Feliz Año Nuevo 2015: Los Frailes & the East Cape
We ended up spending most of our time on the East Cape in Los Frailes. We met a couple, Monica and Jeff, in Los Barriles and caravanned there with them. We had met before at the Overland Expo in Flagstaff, AZ last May. It really is a very small overlanding world we are discovering.
Los Frailes is a long sandy beach with a small fishing camp on one end, and a row of palapas on the other. As soon as we turned off the road, we passed lots of big RV’s camped in the bushes of the arroyo, and weren’t sure we wanted to stay. We kept driving and cruised onto the beach, and when we made our way to the other end we were the only campers. It was our first time taking the rig so far onto the beach in soft sand. There were a few episodes of spinning tires, but John finally got us unstuck, and then backed us into a couple of holes he dug to level us out.
John and Jeff working the air pressure. Jeff told us the first thing you do when you get stuck is stop and grab a beer.
So we did.
All settled in
Jeff & Monia...and Lola and Gunner. We had to keep an eye out for hawks the pups were so small.
The next morning, Jeff and Monica headed back north and we decided to stay put. We hung out there for the next three nights, too. I think a part of us was leery of making the effort to dig out. But there was great snorkeling, hiking and miles of beach to walk on. It was peaceful and quiet, and we rang in the New Year there. We saw about 10 minutes of fireworks right at sunset, cooked a great dinner with a bottle of wine from home, and fell asleep by 10. Our perfect schedule.
Sunrise all by ourselves
New Year's Eve dinner: $4 prawns and a bottle of Kistler. Camper livin'....
Morning coffee walk
Still takes him a while to wake up...
Hike up to see the view. You can barely make out our rig on the beach.
The sunrises were amazing. John on his morning shoot...
Birds and fishermen - always together
Yachts anchored in the cove
Morning fish run
It’s a strange little community that’s been created on this beach. The fish camp coexists with the campers but don’t seem to interact all that much except for the commerce of fish. A whole snapper is around $3 bucks and a big mackerel or yellowtail is $7…and those are the gringo prices. Many of the fisherman have their families camped here with them, and the RV’s fan out behind the camp for months at a time or for the entire winter. There isn’t a boat launch or dock, so boats are pushed into the water every morning by a couple of pickup trucks. The trucks shove the boats through the sand into the water by the front bumper. In the evening the boats come screaming toward the shore with enough momentum to launch themselves onto the beach, and then the pickup trucks drag them up beyond the tide line. There is a lot of hootin’ and hollerin’ going on during this whole process so it was pretty exciting the first time we watched.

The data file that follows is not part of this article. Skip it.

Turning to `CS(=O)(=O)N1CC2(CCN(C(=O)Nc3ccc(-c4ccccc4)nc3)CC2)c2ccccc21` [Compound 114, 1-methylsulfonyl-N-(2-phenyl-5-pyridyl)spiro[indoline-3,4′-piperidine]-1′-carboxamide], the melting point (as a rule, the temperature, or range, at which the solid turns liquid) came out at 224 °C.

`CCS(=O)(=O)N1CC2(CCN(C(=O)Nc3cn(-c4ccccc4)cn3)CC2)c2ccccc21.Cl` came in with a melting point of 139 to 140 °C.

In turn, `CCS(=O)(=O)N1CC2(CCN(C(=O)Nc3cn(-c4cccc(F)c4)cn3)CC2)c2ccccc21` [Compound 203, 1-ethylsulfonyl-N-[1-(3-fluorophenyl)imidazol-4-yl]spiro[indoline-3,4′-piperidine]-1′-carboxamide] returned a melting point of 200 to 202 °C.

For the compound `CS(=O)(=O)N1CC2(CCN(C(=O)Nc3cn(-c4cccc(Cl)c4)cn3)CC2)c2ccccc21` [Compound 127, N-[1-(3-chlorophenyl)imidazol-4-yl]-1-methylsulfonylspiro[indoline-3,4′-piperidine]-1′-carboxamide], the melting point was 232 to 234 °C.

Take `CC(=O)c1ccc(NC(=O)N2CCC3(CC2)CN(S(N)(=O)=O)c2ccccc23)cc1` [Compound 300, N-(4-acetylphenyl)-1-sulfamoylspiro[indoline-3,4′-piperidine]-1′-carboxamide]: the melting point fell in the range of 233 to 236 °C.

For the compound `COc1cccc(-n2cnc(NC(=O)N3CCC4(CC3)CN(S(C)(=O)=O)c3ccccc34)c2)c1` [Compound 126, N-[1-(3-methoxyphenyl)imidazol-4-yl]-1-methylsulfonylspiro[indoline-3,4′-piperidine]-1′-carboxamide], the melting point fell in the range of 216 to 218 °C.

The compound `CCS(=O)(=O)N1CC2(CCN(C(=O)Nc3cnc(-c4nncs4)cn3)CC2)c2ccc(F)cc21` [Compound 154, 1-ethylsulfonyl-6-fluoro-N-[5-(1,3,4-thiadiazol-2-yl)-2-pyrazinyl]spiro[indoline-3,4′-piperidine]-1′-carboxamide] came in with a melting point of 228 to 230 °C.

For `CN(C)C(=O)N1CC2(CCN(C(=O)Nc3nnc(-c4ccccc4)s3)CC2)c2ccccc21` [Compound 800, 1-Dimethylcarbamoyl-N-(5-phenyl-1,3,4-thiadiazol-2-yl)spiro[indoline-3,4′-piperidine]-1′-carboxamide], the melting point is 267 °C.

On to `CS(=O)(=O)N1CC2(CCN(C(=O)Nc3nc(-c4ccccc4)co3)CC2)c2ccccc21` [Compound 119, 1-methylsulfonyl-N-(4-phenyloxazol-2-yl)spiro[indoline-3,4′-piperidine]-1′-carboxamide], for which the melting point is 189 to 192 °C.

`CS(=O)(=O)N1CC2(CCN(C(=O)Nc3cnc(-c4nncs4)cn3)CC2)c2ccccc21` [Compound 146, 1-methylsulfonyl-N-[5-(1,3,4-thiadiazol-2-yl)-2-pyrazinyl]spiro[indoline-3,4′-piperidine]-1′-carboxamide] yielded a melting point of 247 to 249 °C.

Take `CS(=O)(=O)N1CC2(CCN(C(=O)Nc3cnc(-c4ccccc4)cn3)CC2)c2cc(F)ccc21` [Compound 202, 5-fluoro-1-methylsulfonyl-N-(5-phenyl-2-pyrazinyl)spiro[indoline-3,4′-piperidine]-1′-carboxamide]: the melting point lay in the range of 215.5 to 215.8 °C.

Morning push into the surf
The fishermen report that every year there are less and less fish, and on a couple mornings we saw them heading into the protected waters of the marine park in front of our beach to fish, which I suppose is illegal. I do wonder what will happen to these communities when all the fish are gone from these waters. It’s the same story around the world, and a stark reminder that sustainability and poverty are so completely interconnected.
We said goodbye to the other overlanders we knew and left Los Frailes (JD had no problem at all getting us off out of the sand!). We drove south along the coastal road of the East Cape. Beautiful beaches and some incredible homes…not so beautiful roads.
Peter and Dace - we've been hitting the same spots together for weeks. Hope to see you both on the mainland!
Ornate gates to seemingly nowhere on the East Cape.
Not so ornate road markers.
Wild life on the East Cape
Beautiful views and beaches for miles and miles
Not so beautiful roads. The dirt road was an improvement over paved.
Mexican traffic cones...in all colors.
We spent our anniversary (23 years…wow, time flies) in Todos Santos again at the Rancho Pescadero hotel. Fabulous pool time, some new friends, and John arranged dinner and a fire on the beach. It was a really great night.
Dawn (she's English) and Eric reminded of us SO much of our friends Mark and Tamsin. They were the perfect proxy for friends we miss so much.
Pre dinner cocktails
Dinner on the beach
A little humor is the secret to a long marriage. And surviving this trip together.
Next we are heading back up to La Paz to take the ferry over to the mainland. We feel like we have really seen and done Baja, and are ready for the next leg of Mexico. It’s going to be an interesting 2015!